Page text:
Introduction to the Book of Philemon
It is addressed to Philemon, Apphia, Archippus, and the church in your house. The early Christian community was organized around the home. No doubt many churches were started in the homes of early Christians. There is no evidence of church buildings before the third century. The first traces of special houses for worship occur in Tertullian. He speaks of going to church. Clement of Alexandria uses the double meaning of the word church. About 230 A.D., the Emperor Alexander Severus granted Christians the right to a place in Rome to worship God. Around 250 A.D. Roman court records have a case involving a church building confiscated during the Decian persecution. The remains of the oldest church buildings is at Europas. Rome is supposed to have had forty church buildings by the 4th century.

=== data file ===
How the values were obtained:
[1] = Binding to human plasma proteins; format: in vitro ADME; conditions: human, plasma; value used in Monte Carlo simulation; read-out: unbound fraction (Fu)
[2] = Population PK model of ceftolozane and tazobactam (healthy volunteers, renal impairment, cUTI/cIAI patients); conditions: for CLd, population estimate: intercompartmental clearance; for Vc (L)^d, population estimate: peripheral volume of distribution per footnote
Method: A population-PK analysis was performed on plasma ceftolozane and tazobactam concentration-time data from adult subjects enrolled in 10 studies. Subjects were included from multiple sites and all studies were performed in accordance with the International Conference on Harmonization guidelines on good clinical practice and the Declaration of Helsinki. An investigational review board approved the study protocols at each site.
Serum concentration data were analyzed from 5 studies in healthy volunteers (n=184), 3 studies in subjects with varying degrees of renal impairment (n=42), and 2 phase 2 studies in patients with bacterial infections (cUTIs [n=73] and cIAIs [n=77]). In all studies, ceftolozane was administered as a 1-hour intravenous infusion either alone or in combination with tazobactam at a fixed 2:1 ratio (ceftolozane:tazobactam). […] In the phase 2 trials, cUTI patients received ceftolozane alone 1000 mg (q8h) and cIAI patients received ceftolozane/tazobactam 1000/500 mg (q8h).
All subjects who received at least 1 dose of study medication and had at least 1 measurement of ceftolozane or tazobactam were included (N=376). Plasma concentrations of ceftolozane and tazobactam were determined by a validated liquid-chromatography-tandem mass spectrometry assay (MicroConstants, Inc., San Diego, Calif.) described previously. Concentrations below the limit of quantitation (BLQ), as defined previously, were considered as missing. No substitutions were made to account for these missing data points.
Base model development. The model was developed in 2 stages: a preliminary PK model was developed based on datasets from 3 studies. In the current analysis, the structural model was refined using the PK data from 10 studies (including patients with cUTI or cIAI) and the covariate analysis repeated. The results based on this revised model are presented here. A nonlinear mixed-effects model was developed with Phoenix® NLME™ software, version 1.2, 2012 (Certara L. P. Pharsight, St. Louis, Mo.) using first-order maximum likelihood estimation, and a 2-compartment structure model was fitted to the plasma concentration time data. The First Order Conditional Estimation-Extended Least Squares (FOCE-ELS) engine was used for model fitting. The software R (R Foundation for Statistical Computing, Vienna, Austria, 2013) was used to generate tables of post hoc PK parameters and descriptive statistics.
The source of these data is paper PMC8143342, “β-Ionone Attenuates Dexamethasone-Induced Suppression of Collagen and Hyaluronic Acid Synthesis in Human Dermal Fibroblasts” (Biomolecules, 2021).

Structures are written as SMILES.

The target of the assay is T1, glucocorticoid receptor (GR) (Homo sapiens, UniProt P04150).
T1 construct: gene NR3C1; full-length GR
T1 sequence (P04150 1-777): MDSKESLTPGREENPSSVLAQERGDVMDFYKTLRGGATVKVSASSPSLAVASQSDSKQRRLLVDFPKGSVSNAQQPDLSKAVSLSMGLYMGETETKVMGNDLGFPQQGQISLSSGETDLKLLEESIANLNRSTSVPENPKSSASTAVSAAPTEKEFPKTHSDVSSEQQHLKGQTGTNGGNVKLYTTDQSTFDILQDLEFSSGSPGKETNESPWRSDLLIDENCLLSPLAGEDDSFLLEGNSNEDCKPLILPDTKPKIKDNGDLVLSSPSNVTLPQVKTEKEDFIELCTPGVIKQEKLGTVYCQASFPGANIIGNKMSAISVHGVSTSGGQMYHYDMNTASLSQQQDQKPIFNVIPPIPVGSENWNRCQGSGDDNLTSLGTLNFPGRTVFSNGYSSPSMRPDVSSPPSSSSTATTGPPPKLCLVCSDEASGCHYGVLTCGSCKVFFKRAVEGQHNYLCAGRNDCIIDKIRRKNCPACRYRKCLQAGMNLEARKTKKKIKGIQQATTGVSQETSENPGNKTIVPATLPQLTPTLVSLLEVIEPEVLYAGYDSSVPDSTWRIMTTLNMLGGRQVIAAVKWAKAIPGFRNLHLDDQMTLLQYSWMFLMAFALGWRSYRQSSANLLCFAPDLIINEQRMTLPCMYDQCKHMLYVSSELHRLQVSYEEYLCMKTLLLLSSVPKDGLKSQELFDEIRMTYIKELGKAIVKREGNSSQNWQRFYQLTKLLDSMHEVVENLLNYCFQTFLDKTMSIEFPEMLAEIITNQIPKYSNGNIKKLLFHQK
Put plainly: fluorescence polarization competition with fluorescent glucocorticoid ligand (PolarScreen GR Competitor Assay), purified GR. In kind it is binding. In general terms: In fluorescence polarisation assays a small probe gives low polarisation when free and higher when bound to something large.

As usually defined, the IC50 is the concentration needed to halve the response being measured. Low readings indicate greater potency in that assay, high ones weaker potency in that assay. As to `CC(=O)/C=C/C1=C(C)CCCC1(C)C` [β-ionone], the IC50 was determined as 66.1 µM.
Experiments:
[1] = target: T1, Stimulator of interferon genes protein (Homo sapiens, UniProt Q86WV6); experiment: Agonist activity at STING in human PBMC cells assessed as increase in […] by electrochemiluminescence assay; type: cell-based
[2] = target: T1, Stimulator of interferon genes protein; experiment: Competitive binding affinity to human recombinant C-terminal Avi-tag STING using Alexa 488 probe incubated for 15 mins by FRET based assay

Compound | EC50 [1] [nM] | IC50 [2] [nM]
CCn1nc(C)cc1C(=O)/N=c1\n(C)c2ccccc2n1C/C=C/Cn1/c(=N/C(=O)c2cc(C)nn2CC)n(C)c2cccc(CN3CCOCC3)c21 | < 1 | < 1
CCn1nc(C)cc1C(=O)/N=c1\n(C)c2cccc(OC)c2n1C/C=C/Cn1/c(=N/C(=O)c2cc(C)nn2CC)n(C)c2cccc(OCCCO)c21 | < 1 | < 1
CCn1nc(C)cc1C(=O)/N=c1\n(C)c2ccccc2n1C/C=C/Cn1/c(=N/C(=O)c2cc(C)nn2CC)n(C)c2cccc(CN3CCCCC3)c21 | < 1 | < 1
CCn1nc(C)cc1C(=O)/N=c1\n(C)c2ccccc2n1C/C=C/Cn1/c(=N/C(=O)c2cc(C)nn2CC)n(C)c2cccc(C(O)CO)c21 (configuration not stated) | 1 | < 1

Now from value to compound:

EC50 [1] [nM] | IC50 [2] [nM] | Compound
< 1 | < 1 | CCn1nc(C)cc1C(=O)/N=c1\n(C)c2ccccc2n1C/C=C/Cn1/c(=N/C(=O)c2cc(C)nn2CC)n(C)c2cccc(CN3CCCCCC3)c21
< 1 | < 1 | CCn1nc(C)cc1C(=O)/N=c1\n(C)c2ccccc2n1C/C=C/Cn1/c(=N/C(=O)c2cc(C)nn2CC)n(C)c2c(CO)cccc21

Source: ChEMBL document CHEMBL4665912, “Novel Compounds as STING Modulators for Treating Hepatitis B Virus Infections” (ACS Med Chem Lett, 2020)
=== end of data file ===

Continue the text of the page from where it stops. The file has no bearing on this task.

The letter concerns Onesimus, a slave who, after robbing his master (Phile. 19) absconded to Rome, where he came into contact with Paul. We have no way of knowing how or why Onesimus visited Paul in prison. However, Paul converts him and sends him back to his master. Evidently actions taken before you become a Christian still count.
This letter brings the whole problem of slavery before us. There is no denunciation of Philemon’s right to hold slaves. Yet there is one significant phrase that transforms the master-slave relationship. Onesimus is returning no longer as a slave but as a beloved brother (Phile. 16). His emancipation is hinted at (Phile. 21).
In the Roman Empire there were about 60 million slaves. Papyrus letters offered rewards for the return of slaves or for information regarding their whereabouts. Plato in effect said that a slave was a motorized hoe that could reproduce. Aristole held that certain men by nature were meant to be slaves to serve the higher class of men. During the American Civil War Paul’s letter to Philemon became an almost insurmountable obstacle to the abolitionists. Many religious groups, discounting their wise leaders advice, divided because they made slave-holding a test of fellowship.